Shawmut National Corp. said it is likely to bid on the failed Old Stone Bank of Providence, R.I., later this month.

Hartford- and Boston-based Shawmut, with $27 billion in assets, has the smallest presence in Rhode Island of the major New England banks. It will have 16 branches there as of Monday, June 13, with the closing of its deal for Northeast Savings.

The Resolution Trust Corp. has set the end of June as the cutoff for bids on Old Stone, a $1.2 billion-asset thrift that went into receivership in January 1993.

A Lot of Interest Shown

Old Stone, which has $1 billion in deposits - down from $1.4 billion a year ago - has 26 branches, all in Rhode Island. The institution has been conserved intact, said managing agent Robert Black. Assets at the thrift are also down, from $1.7 billion a year ago.

Mr. Black said the thrift had elicited interest from "a goodly number of institutions." Only one other failed New England bank, HomeBank Federal Savings Association, Gilford, N.H., remains under RTC control.

The RTC expects to make its decision in early July.

"Yes, we're interested" in Old Stone, said James Schepker, a spokesman for Shawmut. "That institution would strengthen our position in Rhode Island, and we're interested in growing our franchise."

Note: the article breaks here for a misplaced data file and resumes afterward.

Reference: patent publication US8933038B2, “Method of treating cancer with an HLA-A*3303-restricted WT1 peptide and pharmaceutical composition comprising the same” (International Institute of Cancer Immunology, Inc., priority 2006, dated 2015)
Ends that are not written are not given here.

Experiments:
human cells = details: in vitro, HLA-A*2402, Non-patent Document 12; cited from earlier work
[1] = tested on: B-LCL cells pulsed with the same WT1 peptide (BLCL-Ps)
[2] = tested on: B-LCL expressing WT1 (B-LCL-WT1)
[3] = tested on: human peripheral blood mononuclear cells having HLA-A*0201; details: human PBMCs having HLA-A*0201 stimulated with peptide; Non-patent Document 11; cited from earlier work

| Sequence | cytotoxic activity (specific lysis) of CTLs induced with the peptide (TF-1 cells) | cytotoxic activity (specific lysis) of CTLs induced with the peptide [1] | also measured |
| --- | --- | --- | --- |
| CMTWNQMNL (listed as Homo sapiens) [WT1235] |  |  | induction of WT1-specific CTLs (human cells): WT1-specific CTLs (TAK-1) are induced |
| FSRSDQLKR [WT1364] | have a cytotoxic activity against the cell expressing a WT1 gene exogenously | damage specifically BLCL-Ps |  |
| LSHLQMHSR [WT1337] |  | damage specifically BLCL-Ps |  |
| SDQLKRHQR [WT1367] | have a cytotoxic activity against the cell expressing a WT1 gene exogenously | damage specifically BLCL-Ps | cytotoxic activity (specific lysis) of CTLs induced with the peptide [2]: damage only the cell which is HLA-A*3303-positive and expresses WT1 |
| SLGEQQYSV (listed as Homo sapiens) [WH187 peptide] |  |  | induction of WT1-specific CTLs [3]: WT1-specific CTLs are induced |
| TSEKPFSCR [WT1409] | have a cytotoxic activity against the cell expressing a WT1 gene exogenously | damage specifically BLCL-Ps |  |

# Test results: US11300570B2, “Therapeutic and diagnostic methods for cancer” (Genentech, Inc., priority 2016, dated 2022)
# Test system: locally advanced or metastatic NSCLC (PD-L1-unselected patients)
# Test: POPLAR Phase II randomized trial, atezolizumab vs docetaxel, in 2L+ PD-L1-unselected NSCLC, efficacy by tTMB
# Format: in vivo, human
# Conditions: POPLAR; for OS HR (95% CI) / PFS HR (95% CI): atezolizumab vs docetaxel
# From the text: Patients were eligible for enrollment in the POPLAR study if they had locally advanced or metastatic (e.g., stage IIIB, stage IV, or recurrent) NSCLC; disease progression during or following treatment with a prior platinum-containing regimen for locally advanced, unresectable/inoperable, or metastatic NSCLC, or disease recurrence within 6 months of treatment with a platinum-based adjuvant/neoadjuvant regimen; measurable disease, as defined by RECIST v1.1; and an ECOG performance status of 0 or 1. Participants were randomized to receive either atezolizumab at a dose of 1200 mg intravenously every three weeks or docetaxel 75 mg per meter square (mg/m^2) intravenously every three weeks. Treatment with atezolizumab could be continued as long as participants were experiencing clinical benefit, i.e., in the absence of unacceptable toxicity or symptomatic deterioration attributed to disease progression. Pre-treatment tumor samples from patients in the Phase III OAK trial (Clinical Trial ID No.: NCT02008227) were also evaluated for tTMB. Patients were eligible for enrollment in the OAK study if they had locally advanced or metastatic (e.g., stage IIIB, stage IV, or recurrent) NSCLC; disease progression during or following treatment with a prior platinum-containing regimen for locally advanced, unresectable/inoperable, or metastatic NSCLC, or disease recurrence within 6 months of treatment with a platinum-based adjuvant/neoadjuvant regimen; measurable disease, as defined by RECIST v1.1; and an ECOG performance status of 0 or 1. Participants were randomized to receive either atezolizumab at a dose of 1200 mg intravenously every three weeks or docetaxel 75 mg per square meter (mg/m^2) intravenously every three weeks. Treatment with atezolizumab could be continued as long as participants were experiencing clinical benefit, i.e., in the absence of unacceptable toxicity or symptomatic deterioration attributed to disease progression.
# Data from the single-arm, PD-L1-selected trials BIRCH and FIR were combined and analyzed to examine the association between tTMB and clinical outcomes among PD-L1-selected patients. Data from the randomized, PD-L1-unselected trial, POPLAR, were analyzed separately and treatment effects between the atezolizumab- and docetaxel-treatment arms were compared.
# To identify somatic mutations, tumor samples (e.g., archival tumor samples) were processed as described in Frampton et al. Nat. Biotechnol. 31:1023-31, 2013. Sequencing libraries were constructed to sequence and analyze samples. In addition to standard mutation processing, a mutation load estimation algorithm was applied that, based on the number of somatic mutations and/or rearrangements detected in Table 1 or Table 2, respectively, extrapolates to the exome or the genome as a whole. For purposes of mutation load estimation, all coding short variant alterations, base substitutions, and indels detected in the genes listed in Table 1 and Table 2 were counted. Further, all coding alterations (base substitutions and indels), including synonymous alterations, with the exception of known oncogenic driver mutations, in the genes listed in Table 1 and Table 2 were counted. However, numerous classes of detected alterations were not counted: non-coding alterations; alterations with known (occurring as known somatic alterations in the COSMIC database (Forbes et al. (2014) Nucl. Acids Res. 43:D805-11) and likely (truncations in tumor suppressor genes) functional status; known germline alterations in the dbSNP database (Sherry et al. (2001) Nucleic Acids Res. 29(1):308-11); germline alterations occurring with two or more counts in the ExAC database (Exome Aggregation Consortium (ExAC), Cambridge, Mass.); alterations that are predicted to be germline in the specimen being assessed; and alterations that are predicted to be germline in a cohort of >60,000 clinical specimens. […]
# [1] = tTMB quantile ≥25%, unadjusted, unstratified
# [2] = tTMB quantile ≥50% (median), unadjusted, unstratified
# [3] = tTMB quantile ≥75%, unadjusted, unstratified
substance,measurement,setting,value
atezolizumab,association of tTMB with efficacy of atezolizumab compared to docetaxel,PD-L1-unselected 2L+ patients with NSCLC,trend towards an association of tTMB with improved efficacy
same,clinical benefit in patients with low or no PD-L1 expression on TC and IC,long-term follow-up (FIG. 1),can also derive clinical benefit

Fleet Leads in R.I.

Shawmut has not yet submitted a bid, Mr. Schepker said. Fleet Financial Group is the dominant bank in Rhode Island with 48 branches in the state, followed by Bank of Boston, whose Rhode Island Hospital Trust unit has 28 branches.

Wall Street analysts also named Bank of Boston, Citizens Financial Group, and First Fidelity Bancorp. as potential bidders.

Spokespersons for First Fidelity and Bank of Boston declined to comment on Old Stone.

Also expected to bid is a private investment group headed by Old Stone's former chairman James Rosati.

"I'd expect First Fidelity, Shawmut, and Keycorp to bid. Bank of Boston and Fleet have too much overlap already," said James Moynihan, regional bank analyst and senior vice president of Advest Group, Boston.

Mr. Moynihan, who helped develop the plan for Mr. Rosati's investment group, said he expects one of the banks, and not the investment group, to win the bid.

"This was a $50 million to $75 million deal six months ago, but it's worth much more than that now," he said. "The banks are much healthier now."

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